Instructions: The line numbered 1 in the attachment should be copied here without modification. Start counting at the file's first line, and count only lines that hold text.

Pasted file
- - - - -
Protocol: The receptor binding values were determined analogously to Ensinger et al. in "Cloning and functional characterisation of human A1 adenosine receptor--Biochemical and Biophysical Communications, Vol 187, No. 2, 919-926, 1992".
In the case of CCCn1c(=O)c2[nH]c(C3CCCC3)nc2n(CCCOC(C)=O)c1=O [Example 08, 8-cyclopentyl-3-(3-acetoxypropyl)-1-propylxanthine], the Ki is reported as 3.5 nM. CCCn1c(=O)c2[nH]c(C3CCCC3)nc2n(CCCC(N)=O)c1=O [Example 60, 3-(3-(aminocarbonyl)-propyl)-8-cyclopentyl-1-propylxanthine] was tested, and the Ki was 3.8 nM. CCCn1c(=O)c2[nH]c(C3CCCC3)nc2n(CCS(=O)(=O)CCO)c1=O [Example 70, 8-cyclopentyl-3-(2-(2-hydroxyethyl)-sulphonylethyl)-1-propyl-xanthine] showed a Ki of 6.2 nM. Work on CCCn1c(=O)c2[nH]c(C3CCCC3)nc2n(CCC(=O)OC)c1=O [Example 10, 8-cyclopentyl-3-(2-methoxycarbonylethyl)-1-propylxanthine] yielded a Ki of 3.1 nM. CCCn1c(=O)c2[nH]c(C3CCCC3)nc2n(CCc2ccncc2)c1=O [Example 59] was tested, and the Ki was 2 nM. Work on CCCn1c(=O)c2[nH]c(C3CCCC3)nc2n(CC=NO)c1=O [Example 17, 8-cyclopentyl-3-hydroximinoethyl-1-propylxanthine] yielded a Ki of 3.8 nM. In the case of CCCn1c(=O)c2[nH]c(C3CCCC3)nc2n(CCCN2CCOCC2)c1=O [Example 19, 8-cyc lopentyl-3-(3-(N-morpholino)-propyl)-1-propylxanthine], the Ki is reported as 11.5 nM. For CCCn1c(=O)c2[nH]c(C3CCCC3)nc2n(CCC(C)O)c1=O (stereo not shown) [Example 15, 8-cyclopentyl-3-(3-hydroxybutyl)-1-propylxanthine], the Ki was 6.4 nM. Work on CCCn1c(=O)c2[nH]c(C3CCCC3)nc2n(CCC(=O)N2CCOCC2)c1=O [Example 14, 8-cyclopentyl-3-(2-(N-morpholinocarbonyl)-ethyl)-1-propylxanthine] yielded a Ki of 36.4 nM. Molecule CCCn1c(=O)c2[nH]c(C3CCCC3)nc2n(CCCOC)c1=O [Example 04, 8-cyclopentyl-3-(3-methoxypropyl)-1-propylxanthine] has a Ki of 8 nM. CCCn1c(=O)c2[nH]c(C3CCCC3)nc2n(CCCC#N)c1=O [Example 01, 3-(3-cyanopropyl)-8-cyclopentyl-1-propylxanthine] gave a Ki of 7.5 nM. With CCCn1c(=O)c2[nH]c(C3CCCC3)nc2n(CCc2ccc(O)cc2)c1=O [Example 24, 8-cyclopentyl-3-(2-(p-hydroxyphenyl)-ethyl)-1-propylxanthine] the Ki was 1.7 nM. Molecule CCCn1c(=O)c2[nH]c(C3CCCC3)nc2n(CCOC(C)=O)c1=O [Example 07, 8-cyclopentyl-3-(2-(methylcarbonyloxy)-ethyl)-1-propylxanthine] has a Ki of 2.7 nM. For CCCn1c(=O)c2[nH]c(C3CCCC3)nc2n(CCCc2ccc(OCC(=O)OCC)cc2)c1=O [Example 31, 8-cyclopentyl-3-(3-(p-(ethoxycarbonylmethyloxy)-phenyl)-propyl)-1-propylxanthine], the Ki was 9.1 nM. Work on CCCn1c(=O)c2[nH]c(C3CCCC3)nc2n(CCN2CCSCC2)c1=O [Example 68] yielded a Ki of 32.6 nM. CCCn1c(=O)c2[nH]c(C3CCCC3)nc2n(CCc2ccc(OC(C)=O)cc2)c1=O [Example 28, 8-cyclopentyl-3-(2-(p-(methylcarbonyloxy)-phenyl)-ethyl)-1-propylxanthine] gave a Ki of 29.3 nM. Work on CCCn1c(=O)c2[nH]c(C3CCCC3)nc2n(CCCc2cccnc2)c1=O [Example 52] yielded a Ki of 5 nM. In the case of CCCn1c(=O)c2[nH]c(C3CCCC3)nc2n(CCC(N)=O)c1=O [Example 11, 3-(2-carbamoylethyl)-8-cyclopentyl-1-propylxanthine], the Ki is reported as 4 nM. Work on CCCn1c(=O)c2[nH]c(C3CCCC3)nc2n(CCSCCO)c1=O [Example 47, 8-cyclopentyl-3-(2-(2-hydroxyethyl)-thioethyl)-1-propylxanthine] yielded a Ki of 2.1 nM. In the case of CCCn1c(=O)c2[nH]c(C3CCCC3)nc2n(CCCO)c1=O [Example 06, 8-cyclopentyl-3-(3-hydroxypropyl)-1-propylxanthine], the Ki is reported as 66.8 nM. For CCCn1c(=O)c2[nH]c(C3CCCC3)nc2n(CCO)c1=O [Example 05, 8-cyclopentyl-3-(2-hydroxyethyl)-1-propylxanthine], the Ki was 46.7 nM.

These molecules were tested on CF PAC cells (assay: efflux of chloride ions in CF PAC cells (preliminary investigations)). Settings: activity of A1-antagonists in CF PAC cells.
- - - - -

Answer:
Protocol: The receptor binding values were determined analogously to Ensinger et al. in "Cloning and functional characterisation of human A1 adenosine receptor--Biochemical and Biophysical Communications, Vol 187, No. 2, 919-926, 1992".